Hyper-Locavoring - the joys, frustrations and blessings of living very very local

Date: 
Tuesday, December 11, 2012 - 5:00pm - 6:15pm

Description:
“Quick test: Could you, for a full month, eat exclusively what’s grown within ten miles of your home? What would you eat? Would you survive? Would you suffer? Would you even want to run the experiment given you can run to your grocery store for a cornucopia of delights?”

So begins the introduction to Blessing the Hands that Feed Us, which recounts Vicki Robin’s experiment in hyper-local eating and what it taught her about herself, her neighbors, her place on earth, her passions, her politics and the prospects for a prosperous future for all our lives.

In this webinar Vicki will share her experiment of eating within 10-miles of her home on Whidbey Island and engage you in a thoughtful, lively discussion of what your own expermiments in "extreme sustainability" have been, might be and what we are all learning about the blessings of life in the relocalized lane.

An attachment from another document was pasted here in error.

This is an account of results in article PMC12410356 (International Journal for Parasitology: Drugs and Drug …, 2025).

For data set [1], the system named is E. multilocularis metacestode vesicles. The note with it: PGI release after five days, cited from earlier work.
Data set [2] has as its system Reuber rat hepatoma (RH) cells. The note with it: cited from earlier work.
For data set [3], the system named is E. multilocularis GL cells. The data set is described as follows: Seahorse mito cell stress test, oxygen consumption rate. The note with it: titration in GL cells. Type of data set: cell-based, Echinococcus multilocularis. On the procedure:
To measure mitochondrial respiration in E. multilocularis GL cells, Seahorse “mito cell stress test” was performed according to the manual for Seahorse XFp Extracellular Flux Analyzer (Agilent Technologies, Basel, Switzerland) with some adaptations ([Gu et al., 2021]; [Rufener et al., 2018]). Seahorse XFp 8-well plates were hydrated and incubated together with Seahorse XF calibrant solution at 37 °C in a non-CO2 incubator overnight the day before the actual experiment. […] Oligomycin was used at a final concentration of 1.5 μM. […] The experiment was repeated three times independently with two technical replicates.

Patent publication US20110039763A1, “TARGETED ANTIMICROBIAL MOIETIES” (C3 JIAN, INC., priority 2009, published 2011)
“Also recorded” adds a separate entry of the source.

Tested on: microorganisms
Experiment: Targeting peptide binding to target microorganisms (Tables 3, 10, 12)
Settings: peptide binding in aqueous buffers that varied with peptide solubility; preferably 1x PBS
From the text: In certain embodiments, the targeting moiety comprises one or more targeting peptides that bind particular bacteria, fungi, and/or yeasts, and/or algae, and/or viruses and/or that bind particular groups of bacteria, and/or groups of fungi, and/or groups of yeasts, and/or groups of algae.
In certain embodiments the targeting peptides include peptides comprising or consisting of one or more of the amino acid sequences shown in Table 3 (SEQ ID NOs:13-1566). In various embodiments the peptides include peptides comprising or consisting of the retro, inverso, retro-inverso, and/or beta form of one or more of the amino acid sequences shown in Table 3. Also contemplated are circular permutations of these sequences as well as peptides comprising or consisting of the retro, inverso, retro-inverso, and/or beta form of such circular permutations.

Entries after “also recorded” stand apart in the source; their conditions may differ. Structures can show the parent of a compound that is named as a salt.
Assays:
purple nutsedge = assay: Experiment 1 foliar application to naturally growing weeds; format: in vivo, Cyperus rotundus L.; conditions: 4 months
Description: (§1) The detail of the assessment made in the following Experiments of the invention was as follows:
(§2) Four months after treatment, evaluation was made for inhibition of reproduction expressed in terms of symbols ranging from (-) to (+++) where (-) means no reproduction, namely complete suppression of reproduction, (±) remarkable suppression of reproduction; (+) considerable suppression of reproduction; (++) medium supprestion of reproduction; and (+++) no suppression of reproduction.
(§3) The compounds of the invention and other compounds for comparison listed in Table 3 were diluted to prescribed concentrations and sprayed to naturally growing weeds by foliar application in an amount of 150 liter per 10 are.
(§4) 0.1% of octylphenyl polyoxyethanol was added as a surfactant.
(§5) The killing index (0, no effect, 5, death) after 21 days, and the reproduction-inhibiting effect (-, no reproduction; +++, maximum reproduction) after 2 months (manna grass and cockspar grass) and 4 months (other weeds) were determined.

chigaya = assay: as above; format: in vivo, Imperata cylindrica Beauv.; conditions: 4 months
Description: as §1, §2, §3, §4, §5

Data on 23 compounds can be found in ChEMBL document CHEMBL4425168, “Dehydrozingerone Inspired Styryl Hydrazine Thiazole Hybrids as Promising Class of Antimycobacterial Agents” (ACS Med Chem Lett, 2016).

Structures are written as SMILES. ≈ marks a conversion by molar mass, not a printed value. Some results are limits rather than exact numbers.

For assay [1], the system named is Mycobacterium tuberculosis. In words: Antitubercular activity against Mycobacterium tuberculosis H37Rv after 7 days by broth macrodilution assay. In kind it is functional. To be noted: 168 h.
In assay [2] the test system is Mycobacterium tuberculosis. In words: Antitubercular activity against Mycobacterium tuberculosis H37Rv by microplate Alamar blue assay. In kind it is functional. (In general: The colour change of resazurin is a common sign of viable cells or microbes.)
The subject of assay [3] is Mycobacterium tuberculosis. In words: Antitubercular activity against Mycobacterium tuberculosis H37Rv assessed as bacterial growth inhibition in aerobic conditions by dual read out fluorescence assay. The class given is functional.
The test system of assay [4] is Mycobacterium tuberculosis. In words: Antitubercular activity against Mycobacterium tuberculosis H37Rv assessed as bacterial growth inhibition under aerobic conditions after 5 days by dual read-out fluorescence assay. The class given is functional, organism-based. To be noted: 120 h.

Vicki Robin isn’t a food maven. She doesn’t have a green thumb or educated palate. She is an everywoman, torn between ethics and comfort, between confusion about which expert to believe while also trusting her gut, literally, to guide her to good choices. Through her 10-mile diet she undertook an empowering inquiry into who she is as an eater-in-community, learning how connected we all are to and blessed by every life that brings food to our table – and how we as eaters can become a blessing to the world. This is not a book about being thin or buff, about longevity or disease, about cooking or gardening – it’s about our relationship with food and the many hands that feed us.

Her book is:

  • A spiritual story of redemption through community, of finding a true home.
  • An introduction to “relational eating” – eating in the context of community (which is the way it is, we just forgot).
  • A personal story of hope lost and found in her life as an activist.
  • A brief education on relocalization, transition communities and the global resource predicaments.
  • A word-and-picture map of Whidbey Island’s local food territory that others can use to survey their regions.
  • Profiles of farmers and a community becoming stronger through food and feeding one another.
  • A call to participate in re-regionalization of our food systems.
  • A vision of how we can regenerate natural wealth in our communities, and find the lost and longed for soul food of belonging.
Presenters: 

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